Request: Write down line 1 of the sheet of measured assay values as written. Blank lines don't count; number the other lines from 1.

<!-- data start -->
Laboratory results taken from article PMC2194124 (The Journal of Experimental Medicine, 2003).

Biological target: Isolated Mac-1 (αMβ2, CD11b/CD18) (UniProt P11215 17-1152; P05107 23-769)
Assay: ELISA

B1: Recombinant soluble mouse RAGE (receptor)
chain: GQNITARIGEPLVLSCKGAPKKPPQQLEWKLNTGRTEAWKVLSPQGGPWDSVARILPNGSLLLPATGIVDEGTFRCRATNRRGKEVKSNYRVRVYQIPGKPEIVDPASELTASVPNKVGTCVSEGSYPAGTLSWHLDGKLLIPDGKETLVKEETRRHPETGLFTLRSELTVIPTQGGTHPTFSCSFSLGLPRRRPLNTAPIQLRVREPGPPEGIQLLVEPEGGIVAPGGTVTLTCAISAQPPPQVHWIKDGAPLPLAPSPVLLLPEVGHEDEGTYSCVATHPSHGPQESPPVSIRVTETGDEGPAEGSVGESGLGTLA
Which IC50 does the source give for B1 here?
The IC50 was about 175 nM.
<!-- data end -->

Laboratory results taken from article PMC2194124 (The Journal of Experimental Medicine, 2003).